On a global level, production is key (Deadmau5 for example). If you look at a lot of the artists who are touring internationally, many of these artists are doing so because of the tracks that they are making or have at one time made. Especially in today's market, it's very hard for a dj to make it on dj'ing alone. There are thousands and thousands of DJ's in the world and it is much easier for someone to listen to a 7 minute track than it is for someone to listen to an 80 minute dj mix from a dj they have never heard of before. A great dj can put out 5000 amazing dj mixes in one month and no one will know that dj exists. A great producer can put out a few great tracks in a short period of time (or just one great track in his life) and be known almost instantly throughout the world. Production also creates a lot of free marketing due to other dj's charting and tracklisting your music.

-How long have you been running Acute Recordings?

Acute Recordings celebrated its 6th year anniversary in May of 2008. It's amazing really, the years since I have started the label have gone by so fast and it has been very exciting.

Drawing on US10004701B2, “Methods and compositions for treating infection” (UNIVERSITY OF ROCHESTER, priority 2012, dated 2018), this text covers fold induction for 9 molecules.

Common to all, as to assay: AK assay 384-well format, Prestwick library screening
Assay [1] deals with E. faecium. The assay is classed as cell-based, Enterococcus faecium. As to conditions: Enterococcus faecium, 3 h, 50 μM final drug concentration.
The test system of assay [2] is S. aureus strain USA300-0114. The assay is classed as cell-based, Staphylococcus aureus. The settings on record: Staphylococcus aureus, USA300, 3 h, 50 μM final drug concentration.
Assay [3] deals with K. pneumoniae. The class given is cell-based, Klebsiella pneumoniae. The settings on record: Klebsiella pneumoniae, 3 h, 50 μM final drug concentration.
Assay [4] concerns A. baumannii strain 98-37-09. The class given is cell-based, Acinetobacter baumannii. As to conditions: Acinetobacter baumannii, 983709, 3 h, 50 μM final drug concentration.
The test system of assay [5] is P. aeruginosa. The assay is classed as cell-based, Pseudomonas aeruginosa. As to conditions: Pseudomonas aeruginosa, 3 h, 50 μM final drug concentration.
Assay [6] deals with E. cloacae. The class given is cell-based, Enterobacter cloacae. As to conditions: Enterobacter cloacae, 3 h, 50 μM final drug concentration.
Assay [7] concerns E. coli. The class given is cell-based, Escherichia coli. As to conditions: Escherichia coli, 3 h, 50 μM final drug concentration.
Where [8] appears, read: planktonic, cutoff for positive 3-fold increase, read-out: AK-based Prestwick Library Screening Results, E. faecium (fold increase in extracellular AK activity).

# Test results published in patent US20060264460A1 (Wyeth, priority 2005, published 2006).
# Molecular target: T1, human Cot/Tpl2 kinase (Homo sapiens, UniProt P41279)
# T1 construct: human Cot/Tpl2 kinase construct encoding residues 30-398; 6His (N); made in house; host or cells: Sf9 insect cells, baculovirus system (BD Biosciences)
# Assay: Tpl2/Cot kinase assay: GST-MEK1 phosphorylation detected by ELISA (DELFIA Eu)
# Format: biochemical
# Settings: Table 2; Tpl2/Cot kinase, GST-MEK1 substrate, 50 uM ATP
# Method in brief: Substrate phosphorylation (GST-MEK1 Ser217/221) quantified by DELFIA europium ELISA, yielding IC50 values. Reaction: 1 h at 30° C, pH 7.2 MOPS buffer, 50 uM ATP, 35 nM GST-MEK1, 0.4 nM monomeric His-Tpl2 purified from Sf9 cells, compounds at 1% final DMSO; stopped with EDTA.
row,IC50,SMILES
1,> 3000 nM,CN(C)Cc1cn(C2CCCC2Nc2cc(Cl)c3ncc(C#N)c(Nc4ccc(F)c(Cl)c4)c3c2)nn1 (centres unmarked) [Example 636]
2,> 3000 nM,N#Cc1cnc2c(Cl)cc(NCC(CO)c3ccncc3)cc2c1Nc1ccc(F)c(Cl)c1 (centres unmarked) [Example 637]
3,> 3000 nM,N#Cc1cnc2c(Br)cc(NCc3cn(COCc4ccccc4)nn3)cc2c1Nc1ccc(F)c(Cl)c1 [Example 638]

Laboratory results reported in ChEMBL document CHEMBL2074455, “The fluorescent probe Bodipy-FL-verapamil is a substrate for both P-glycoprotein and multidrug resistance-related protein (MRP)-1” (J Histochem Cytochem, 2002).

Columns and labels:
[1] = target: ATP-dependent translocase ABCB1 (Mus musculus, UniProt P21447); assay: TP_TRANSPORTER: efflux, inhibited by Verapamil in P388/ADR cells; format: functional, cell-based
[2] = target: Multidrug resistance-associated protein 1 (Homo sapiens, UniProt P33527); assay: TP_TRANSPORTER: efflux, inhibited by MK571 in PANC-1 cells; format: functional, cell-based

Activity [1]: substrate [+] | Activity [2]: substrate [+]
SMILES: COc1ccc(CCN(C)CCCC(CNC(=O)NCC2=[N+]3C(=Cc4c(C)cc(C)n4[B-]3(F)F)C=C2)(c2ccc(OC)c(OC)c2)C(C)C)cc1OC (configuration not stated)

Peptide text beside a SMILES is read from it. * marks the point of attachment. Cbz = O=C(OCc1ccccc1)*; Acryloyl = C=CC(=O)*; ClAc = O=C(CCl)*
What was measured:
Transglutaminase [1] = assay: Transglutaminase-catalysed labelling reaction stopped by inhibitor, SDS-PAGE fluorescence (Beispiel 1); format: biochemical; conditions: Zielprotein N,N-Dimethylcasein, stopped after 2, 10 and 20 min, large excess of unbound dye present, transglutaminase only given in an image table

-What gave you the idea to start the label and how did you go about getting it started?

It all started when I received a couple tracks from a San Francisco based producer named Nacca (a.k.a. John Wayyne). I absolutely loved the tracks that he sent me. I asked him to send me some more of his productions and each track he sent me was better than the previous. We eventually starting talking and he told me that he had never previously released any material before. I loved the tracks so much that I looked into starting a label.

-Was it hard getting the label off the ground or was it an easy process?